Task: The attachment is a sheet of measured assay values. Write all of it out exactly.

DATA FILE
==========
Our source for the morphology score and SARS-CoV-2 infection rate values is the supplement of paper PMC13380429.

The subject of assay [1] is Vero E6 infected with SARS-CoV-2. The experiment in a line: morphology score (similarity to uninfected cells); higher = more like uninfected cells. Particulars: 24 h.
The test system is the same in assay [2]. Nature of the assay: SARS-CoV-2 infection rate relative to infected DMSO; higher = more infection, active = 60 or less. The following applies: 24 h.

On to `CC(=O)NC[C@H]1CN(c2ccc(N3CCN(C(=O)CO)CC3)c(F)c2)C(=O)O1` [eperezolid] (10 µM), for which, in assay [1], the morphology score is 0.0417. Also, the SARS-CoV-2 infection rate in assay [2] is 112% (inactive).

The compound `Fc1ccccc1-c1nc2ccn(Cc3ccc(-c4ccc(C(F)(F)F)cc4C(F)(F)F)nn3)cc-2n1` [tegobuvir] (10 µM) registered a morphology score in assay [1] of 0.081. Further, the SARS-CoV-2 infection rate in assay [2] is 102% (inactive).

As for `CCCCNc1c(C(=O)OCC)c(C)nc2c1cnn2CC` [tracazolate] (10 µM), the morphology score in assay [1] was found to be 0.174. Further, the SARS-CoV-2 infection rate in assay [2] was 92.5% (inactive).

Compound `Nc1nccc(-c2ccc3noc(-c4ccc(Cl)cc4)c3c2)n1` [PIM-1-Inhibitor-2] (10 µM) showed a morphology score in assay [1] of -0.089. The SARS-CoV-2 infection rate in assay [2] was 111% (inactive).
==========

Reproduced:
Our source for the morphology score and SARS-CoV-2 infection rate values is the supplement of paper PMC13380429.

The subject of assay [1] is Vero E6 infected with SARS-CoV-2. The experiment in a line: morphology score (similarity to uninfected cells); higher = more like uninfected cells. Particulars: 24 h.
The test system is the same in assay [2]. Nature of the assay: SARS-CoV-2 infection rate relative to infected DMSO; higher = more infection, active = 60 or less. The following applies: 24 h.

On to `CC(=O)NC[C@H]1CN(c2ccc(N3CCN(C(=O)CO)CC3)c(F)c2)C(=O)O1` [eperezolid] (10 µM), for which, in assay [1], the morphology score is 0.0417. Also, the SARS-CoV-2 infection rate in assay [2] is 112% (inactive).

The compound `Fc1ccccc1-c1nc2ccn(Cc3ccc(-c4ccc(C(F)(F)F)cc4C(F)(F)F)nn3)cc-2n1` [tegobuvir] (10 µM) registered a morphology score in assay [1] of 0.081. Further, the SARS-CoV-2 infection rate in assay [2] is 102% (inactive).

As for `CCCCNc1c(C(=O)OCC)c(C)nc2c1cnn2CC` [tracazolate] (10 µM), the morphology score in assay [1] was found to be 0.174. Further, the SARS-CoV-2 infection rate in assay [2] was 92.5% (inactive).

Compound `Nc1nccc(-c2ccc3noc(-c4ccc(Cl)cc4)c3c2)n1` [PIM-1-Inhibitor-2] (10 µM) showed a morphology score in assay [1] of -0.089. The SARS-CoV-2 infection rate in assay [2] was 111% (inactive).